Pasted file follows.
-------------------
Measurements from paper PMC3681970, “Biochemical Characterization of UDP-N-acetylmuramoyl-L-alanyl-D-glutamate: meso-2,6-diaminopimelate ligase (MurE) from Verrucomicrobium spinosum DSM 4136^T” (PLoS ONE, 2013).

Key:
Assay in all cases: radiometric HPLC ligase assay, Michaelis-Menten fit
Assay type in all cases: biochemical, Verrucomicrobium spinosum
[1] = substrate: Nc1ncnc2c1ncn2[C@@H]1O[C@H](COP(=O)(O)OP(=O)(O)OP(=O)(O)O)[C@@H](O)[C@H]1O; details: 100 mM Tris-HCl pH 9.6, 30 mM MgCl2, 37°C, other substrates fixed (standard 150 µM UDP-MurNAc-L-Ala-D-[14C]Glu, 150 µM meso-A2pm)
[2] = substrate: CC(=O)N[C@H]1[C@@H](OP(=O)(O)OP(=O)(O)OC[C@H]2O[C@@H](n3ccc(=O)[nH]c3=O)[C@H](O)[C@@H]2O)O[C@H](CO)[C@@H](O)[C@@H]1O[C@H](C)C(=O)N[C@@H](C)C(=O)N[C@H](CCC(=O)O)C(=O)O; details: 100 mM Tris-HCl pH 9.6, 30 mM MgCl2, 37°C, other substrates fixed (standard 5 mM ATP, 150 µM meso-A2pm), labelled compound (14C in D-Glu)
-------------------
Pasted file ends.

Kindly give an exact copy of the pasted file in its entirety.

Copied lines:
Measurements from paper PMC3681970, “Biochemical Characterization of UDP-N-acetylmuramoyl-L-alanyl-D-glutamate: meso-2,6-diaminopimelate ligase (MurE) from Verrucomicrobium spinosum DSM 4136^T” (PLoS ONE, 2013).

Key:
Assay in all cases: radiometric HPLC ligase assay, Michaelis-Menten fit
Assay type in all cases: biochemical, Verrucomicrobium spinosum
[1] = substrate: Nc1ncnc2c1ncn2[C@@H]1O[C@H](COP(=O)(O)OP(=O)(O)OP(=O)(O)O)[C@@H](O)[C@H]1O; details: 100 mM Tris-HCl pH 9.6, 30 mM MgCl2, 37°C, other substrates fixed (standard 150 µM UDP-MurNAc-L-Ala-D-[14C]Glu, 150 µM meso-A2pm)
[2] = substrate: CC(=O)N[C@H]1[C@@H](OP(=O)(O)OP(=O)(O)OC[C@H]2O[C@@H](n3ccc(=O)[nH]c3=O)[C@H](O)[C@@H]2O)O[C@H](CO)[C@@H](O)[C@@H]1O[C@H](C)C(=O)N[C@@H](C)C(=O)N[C@H](CCC(=O)O)C(=O)O; details: 100 mM Tris-HCl pH 9.6, 30 mM MgCl2, 37°C, other substrates fixed (standard 5 mM ATP, 150 µM meso-A2pm), labelled compound (14C in D-Glu)